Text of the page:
In Dragonfly, the story that closes Tales from Earthsea, young farmer Irian is inexplicably drawn to Roke even though she has no magic abilities that she or we can detect. Once there, she meanders around the Immanent Grove, the omphalos of Earthsea, while the mages bicker over the girl cooties she’s shedding all over the Academy. But when the moment of crisis arrives, she duels with the dominant mage – and kills him (for real, as he’s already dead but powerful enough to maintain his spirit in his body). So much for Le Guin’s ideals of wu wei and satyagraha.
Of course, Irian can kill a fully trained Roke wizard because she’s in fact a dragon (giving new meaning to the term “dragon lady”). An untrained woman, even if gifted, would have ended up as a dark stain on the ground. But it’s all right for Irian to kill because killing is part of dragons’ true nature – plus it conveniently restores balance. Tenar, on the other hand, must submit to violations because that’s what “real” women do: endure and keep mending others and the world. This is essentially a variation of the Victorian Angel in the House. It’s also reminiscent of Lucas initially making all the Jedi male. When reminded that girls could also buy lunch boxes, he started turning out female Jedi in the cartoons and tie-ins – except none was human.
Le Guin’s insistence that men’s and women’s magic must be different verges on the reactionary. It’s the other side of the coin tendered by fundamentalists independent of religion or philosophy. The fact that all other separate-but-equal divisions have served humanity very badly (women in particular) does not seem to faze her, because women’s magic as she defines it is morally superior. She defines women’s magic as holistic, non-hierarchical, egalitarian, context-sensitive and lacking the “will to power” that disturbs balance and harmony in nature and society.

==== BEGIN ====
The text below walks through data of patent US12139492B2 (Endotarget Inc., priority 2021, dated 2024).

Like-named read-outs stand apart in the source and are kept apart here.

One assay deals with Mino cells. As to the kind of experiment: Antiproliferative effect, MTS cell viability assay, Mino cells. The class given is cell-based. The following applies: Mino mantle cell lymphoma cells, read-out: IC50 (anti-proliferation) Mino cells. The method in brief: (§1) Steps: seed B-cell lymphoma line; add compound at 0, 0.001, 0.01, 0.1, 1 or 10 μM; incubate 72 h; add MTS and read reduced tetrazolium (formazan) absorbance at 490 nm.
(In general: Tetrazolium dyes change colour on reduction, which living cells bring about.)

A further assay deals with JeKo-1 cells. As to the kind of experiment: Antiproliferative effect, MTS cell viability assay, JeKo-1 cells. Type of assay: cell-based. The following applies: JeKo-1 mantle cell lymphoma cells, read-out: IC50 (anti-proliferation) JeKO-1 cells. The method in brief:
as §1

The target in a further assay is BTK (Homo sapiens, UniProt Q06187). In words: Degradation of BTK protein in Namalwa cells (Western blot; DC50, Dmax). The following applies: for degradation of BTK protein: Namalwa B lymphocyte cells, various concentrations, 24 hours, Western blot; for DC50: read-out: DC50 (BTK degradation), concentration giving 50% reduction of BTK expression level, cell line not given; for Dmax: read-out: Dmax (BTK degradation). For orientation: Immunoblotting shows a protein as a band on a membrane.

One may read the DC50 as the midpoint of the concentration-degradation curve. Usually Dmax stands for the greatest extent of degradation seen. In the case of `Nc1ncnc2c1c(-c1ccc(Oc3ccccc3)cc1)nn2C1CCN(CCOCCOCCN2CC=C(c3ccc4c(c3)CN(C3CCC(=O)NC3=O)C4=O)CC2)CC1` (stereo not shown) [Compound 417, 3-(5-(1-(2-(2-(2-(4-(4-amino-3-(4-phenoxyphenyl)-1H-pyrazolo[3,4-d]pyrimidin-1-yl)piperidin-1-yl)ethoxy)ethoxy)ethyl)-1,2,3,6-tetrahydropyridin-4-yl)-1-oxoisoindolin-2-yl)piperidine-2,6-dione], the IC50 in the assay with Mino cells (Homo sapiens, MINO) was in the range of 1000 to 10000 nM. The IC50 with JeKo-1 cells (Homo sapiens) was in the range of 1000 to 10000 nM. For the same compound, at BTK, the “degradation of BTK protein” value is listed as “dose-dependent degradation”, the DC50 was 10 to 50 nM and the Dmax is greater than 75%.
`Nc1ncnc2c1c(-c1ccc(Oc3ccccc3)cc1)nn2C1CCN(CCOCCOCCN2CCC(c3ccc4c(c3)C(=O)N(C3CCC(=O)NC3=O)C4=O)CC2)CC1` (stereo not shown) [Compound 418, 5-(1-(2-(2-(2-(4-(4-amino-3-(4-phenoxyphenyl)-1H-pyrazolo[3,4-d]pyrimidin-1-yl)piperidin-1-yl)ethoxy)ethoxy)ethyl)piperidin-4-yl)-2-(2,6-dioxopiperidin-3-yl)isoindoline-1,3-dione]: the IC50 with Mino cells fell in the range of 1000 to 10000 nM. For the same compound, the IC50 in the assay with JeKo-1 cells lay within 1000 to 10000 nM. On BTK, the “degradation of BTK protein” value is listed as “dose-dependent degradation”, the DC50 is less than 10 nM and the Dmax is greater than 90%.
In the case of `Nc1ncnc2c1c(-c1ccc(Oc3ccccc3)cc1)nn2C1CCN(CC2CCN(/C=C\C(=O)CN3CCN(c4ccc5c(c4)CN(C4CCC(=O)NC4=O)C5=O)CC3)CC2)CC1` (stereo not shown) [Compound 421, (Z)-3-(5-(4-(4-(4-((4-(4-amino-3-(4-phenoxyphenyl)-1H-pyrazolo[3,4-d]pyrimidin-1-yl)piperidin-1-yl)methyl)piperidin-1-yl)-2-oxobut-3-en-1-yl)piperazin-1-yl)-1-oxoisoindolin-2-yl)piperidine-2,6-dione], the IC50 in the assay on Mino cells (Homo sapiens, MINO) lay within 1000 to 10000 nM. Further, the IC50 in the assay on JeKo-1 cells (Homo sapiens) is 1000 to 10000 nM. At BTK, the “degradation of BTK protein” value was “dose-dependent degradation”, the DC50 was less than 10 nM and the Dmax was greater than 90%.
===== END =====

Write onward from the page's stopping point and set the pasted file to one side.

These are all admirable (indeed, crucial) attributes, but they are not confined to women. If we truly believe – and act on the belief – that men have no innate capacity for such behavior, we might as well revoke women’s hard-won rights right now, and save ourselves wear and tear. Conversely, women have the inherent capacity to be as combative and competitive as men. Nor should they let such abilities atrophy, given the fates meted out to the passive and the powerless. As another woman dissatisfied with her allotted role of wing-clipped hearthkeeper said, “The women of this country learned long ago that those without swords can still die upon them.” In point of fact, one characteristic that distinguishes humans from their ape cousins is that women’s natural hierarchies and alliances have been largely obliterated through millennia of punitive patriarchal cultural practices, artificially suppressing and masking women’s will to power.
Because of the quality and versatility of her work, Le Guin has attained a deservedly high stature among writers and feminists. It is incredibly disheartening to see that she seems to have embraced the “different spheres” concept. She turns Mirren’s brave choice not to smooth out her wrinkles against her. And by stating that a female Prospero is illegitimate and “silly,” she tells every woman who has the ability and desire to wield a staff of power that women can have babies but cannot represent the clan to the ancestors, nor form a minyan – and that’s that.
In my opinion, the best hope for humanity to thrive in the long run is to forge ourselves into a species that does not separate the genders in any way. We may heal our home and perhaps even gain the stars if we manage to turn ourselves into cultural Gethenians, if not biological ones. Otherwise we’re unlikely to survive at all, let alone live well.
About the Author
Athena Andreadis was born in Greece and lured to the US at age 18 by a full scholarship to Harvard, then MIT. She does basic research in molecular neurobiology, focusing on mental retardation and dementia. She is an avid reader in four languages across genres, the author of To Seek Out New Life: The Biology of Star Trek and writes speculative fiction and non-fiction on a wide swath of topics. Her work can be found in Harvard Review, Strange Horizons, Crossed Genres, Stone Telling, Cabinet des Fées, Science in My Fiction, H+ Magazine, io9, The Huffington Post, and her own site, Starship Reckless.